[EDITORIALS]Public funds blame gameThe government recently launched a task force to address public fund controversies. It seems also to take other proactive actions to counter the accusation that it has mismanaged public funds. Well may it do so. The scale of mismanagement deserves such attention; it shocked Koreans. We demand that the government strictly punish those held accountable.
A considerable number of civil servants seem ready to avoid their responsibility. Deputy Prime Minister Jin Nyum appeared on television Saturday and said it would take at least a few years to rightly judge who is responsible for mismanagement of public funds. "I cannot agree to the argument that public funds are mismanaged," Mr. Jin said. Granting that it is difficult to evaluate government policies in a short period, his remarks can be interpreted as an attempt to avoid accountability.
Ill-directed policies are more attributable to the dip in public funds than to the stashing away of money by the officers of the corporations given public funds to keep them afloat. The Board of Audit and Inspection reported that the government had wasted 11 trillion won ($8.5 billion) through wrong decisions. It can be hard to distinguish between mismanagement and poor decisions. But two things are beyond controversy. The government spent 18 trillion won in 2000 to meet the cash calls of investment trust securities companies with exposure to bonds issued by near-bankrupt Daewoo subsidiaries. And it allowed Daihan Investment Banking Corporation and Nara Banking Corporation to resume operations in 1997, and the firms were forced to close down in 2000, adding 2.3 trillion won to the public fund drain. There are also suspicions that powerful politicians were involved in allocating public funds, and that auditing agencies, including the Board of Audit and Inspection, overlooked the practice.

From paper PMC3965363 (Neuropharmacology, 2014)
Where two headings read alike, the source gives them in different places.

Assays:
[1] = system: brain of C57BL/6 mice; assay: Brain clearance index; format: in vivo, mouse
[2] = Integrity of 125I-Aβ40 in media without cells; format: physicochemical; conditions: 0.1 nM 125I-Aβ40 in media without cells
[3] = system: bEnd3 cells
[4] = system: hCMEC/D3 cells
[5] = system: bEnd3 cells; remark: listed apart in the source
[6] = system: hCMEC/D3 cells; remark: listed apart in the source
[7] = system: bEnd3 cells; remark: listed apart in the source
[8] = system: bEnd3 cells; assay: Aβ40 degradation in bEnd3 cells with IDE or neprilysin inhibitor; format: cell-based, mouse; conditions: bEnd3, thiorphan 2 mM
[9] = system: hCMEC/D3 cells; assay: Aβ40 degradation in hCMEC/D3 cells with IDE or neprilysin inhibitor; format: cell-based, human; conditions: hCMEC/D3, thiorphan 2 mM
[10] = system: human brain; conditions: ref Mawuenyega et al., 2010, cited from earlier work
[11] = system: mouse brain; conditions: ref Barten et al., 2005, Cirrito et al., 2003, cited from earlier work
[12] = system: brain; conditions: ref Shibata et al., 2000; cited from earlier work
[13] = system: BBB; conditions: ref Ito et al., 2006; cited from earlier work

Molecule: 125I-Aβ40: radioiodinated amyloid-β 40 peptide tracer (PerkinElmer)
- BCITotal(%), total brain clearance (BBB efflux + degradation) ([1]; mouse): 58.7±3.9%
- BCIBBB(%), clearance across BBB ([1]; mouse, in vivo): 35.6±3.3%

Public funds have been used in emergencies. Trial and error are inevitable. But that is why we need proficient evaluations on the administration of public funds to prevent future mismanagement. The white paper published by the government last year lacked the necessary evaluation of policy administration. We do not have patience to put up with government officials who try to avoid accountability.